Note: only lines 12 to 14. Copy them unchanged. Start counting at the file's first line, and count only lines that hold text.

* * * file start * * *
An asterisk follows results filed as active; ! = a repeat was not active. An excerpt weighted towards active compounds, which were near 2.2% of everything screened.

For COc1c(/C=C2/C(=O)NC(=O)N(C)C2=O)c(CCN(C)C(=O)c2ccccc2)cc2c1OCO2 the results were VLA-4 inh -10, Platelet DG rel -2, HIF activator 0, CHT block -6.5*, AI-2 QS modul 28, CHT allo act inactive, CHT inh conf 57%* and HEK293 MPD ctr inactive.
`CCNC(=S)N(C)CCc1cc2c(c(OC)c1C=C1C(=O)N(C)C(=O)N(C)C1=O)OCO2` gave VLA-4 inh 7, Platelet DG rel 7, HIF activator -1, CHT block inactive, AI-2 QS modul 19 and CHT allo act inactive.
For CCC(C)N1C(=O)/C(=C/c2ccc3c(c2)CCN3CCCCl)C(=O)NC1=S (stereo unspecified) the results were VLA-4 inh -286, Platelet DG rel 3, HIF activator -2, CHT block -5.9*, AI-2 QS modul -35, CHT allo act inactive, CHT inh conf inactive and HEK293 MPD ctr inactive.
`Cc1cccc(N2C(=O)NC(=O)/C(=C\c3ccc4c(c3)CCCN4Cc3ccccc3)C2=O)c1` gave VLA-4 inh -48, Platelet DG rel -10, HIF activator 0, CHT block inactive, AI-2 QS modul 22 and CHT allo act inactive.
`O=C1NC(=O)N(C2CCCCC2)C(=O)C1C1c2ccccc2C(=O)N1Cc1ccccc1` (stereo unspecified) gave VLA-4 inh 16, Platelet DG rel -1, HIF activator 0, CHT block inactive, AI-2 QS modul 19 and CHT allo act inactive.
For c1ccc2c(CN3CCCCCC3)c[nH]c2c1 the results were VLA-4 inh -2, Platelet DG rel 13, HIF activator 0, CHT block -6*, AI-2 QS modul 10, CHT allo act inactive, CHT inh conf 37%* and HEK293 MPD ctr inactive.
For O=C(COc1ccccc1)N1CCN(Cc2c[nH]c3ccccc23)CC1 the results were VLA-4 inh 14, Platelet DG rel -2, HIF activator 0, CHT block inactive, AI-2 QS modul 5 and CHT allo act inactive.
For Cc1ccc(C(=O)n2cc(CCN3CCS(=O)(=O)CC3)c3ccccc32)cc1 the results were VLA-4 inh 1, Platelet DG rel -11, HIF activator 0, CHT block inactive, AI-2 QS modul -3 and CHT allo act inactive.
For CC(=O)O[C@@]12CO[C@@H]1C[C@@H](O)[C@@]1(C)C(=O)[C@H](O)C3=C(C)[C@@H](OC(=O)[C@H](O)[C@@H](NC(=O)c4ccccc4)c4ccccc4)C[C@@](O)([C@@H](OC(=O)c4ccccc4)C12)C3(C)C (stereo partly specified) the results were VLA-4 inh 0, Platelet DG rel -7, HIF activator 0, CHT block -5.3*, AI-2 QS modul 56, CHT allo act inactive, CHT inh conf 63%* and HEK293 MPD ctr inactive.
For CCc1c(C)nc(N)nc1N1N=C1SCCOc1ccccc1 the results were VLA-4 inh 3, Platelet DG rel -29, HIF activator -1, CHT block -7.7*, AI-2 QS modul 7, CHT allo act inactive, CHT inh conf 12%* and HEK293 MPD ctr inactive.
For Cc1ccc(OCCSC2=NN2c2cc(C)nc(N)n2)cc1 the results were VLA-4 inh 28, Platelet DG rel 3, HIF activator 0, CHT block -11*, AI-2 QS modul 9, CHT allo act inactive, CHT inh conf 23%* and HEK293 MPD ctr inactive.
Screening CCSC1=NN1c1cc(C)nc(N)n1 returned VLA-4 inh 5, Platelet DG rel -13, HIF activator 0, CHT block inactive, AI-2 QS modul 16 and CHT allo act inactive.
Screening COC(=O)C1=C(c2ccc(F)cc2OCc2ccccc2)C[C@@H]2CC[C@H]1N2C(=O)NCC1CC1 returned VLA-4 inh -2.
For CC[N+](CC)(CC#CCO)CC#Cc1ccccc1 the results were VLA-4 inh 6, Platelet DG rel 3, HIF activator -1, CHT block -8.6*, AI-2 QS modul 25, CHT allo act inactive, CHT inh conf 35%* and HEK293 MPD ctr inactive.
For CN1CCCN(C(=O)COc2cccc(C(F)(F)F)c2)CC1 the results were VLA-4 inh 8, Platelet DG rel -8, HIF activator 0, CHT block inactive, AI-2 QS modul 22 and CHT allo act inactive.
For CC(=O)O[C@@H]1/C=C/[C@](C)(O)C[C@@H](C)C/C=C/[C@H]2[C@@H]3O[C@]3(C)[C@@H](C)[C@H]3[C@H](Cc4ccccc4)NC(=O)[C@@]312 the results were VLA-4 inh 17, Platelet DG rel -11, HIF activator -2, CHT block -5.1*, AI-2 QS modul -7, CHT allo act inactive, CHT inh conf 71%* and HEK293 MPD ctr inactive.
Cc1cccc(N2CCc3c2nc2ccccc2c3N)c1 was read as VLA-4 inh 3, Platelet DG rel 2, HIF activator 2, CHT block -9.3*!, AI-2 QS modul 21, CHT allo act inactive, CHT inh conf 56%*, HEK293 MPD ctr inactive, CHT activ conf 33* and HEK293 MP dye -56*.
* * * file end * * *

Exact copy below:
For Cc1ccc(OCCSC2=NN2c2cc(C)nc(N)n2)cc1 the results were VLA-4 inh 28, Platelet DG rel 3, HIF activator 0, CHT block -11*, AI-2 QS modul 9, CHT allo act inactive, CHT inh conf 23%* and HEK293 MPD ctr inactive.
Screening CCSC1=NN1c1cc(C)nc(N)n1 returned VLA-4 inh 5, Platelet DG rel -13, HIF activator 0, CHT block inactive, AI-2 QS modul 16 and CHT allo act inactive.
Screening COC(=O)C1=C(c2ccc(F)cc2OCc2ccccc2)C[C@@H]2CC[C@H]1N2C(=O)NCC1CC1 returned VLA-4 inh -2.